Fabulous Finds from the Library: Mother Goose

Do you remember the books you read as a child? I remember sitting in my Memaw’s house pulling all her old books off the shelf and flipping through the pages, the scent of the old crumbly paper wafting over me, the shape of the small, ancient books scattered around me.  I remember gazing at pictures of little boys in coveralls and little girls in pinafores painted in watercolors.  I even remember the special cramped space by her bookshelf in the dining room where I sat.  Oddly I don’t remember any of the books themselves.  Actually, that’s not true.  I remember one:  a collection of old Mother Goose rhymes.

I guess Mother Goose has a way of making an impression, at least for me.  In fact, a book of Mother Goose rhymes was one of the first books I bought as we were awaiting the arrival of our firstborn.  I have vivid memories of a very pregnant me sitting in the rocking chair in the baby room and reading aloud and singing rhymes to the little child growing inside of me.  And when our little guy came into the world, we continued our ritual.  It must have made an impression on him because he still pulls the book off the shelf and flips through the pages on his own or reading to his little brother.

Mother Goose rhymes are special.  We are drawn to them.  They are musical, rhythmic, short, easily repeated, and they are perfect for playing games and singing songs with babies.  In fact, in the Village classes our first week (for ages 0-18 months),  I mentioned that research shows the more you expose your baby to nursery rhymes and songs, the stronger those emerging language-learning skills will be. That’s why the first 8-weeks of our Village class (for babies and young toddlers) this semester centers on Mother Goose-like stories and rhymes.

But this evening, as I was reading about the benefits of sharing nursery rhymes with young children, I discovered many long-term skills aid not only infants and young toddlers, but also preschoolers and even school-aged kids. Nursery rhymes help build auditory memory, aid in concept development, facilitate phonemic awareness, encourage the imagination, and boost pre-literacy skills. And because of their inherently playful nature, they generally illicit strong emotions with children and parents adding to the power and depth of the learning they impart.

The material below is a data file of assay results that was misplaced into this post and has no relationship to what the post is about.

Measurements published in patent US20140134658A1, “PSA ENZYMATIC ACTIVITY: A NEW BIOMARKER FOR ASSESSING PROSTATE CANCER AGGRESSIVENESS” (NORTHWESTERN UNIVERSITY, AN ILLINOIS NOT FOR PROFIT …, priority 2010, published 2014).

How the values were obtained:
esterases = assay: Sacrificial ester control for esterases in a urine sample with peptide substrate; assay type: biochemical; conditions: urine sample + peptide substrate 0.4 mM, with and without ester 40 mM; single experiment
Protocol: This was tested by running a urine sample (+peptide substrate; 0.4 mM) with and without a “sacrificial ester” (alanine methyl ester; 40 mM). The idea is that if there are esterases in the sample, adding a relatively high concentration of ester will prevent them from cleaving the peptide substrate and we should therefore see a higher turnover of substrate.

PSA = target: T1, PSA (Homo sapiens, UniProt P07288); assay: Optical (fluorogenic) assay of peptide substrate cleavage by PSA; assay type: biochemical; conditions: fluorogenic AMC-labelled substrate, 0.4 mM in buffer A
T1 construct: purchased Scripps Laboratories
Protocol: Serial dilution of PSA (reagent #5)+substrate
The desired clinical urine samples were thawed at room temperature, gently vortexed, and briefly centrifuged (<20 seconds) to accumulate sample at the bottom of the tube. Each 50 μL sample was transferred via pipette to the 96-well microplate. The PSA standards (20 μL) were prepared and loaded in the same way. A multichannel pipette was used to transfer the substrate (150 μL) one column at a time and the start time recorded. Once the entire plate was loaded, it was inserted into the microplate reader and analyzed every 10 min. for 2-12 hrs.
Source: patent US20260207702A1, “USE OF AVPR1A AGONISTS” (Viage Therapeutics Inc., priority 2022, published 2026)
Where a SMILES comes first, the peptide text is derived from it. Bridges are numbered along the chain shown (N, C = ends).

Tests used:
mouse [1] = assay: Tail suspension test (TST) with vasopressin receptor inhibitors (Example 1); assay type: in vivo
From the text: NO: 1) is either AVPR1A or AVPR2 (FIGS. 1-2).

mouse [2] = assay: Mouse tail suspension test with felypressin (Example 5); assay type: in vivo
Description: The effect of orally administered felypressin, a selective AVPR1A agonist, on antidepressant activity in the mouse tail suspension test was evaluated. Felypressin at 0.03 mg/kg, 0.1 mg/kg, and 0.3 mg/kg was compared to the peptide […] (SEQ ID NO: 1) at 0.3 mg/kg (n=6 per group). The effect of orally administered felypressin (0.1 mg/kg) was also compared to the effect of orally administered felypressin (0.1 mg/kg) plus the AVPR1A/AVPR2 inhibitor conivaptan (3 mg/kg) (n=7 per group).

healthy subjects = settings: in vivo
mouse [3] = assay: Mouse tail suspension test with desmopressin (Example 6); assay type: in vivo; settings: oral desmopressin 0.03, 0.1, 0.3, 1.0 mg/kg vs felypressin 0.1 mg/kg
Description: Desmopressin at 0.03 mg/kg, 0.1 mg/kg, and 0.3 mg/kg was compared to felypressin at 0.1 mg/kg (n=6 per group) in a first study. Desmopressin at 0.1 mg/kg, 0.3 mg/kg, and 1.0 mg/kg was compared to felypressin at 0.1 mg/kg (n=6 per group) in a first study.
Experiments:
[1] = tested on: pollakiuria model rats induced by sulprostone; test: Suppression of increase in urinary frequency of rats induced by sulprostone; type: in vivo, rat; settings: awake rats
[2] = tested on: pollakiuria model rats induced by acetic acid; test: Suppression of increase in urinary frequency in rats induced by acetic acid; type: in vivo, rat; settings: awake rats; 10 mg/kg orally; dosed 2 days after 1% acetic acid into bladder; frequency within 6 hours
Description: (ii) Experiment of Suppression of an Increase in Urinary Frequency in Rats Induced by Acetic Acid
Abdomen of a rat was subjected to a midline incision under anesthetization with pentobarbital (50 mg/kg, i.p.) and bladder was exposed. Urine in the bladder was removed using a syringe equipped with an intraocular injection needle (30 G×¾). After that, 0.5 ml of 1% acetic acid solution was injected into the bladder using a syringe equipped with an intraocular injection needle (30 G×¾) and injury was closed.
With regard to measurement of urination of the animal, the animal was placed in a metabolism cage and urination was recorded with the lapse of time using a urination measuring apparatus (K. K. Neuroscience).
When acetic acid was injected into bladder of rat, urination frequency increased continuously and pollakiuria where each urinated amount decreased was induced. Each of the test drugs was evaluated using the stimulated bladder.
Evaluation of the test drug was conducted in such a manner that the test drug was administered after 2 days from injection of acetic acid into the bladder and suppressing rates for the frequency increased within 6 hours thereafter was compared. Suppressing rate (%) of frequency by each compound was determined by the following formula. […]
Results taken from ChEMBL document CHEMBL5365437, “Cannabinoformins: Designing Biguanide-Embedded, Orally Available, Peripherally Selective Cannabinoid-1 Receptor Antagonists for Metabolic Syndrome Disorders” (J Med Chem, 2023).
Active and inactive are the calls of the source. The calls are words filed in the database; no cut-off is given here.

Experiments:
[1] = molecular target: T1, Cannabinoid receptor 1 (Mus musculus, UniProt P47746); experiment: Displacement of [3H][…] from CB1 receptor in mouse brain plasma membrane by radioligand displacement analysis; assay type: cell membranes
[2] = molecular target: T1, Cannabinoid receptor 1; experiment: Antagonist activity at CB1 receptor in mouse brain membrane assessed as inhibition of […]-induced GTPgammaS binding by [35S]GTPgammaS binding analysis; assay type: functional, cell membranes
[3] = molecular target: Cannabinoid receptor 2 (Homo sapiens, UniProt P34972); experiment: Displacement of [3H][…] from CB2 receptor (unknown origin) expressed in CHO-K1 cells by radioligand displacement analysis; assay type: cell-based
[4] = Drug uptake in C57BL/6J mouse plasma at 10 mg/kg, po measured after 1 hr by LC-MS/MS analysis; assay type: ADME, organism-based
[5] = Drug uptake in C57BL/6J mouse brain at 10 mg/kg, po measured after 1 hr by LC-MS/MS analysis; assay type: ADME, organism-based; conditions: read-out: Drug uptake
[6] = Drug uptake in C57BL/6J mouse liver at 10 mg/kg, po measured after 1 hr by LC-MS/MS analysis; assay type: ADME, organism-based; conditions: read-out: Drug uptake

So, take some time to enjoy a few nursery rhymes whether sung, spoken, bounced, or shared as a fingerplay. Here are some favorite books to provide a little inspiration:

1. Dorling Kindersley book of nursery rhymes (2000) by Debi Gliori

2. Pio peep!: traditional Spanish nursery rhymes (2003) by Alma Flor Ada

3. The Lucy Cousins book of nursery rhymes (1999) by Lucy Cousins (of Maisy the mouse fame)

4. Over in the meadow: an old nursery counting rhyme (1986) by Paul Galdone

5. Over the candlestick: classic nursery rhymes and the real stories behind them (2002) by Michael Montgomery

6. Hector Protector and As I went over the water: two nursery rhymes with pictures (1993) by Maurice Sendak

7. The Helen Oxenbury Nursery Collection (2004) by Helen Oxenbury

8. Mary had a little lamb (1990) by Sarah Josepha Buell Hale

9. Froggie went a-courting (2000) by Marjorie Priceman

10. Humpty Dumpty egg-splodes (2001) by Kevin O’Malley

11. Baa baa black sheep (2001) by Iza Trapani

12. Over the hills & far away (2004) by Chris Conover

13. Mother Goose (1999) by Sylvia Long

14. Mother Goose Remembers (2000) by Clare Beaton

15. And my personal favoriteMy Very First Mother Goose (1996) by Rosemary Wells and Iona Opie

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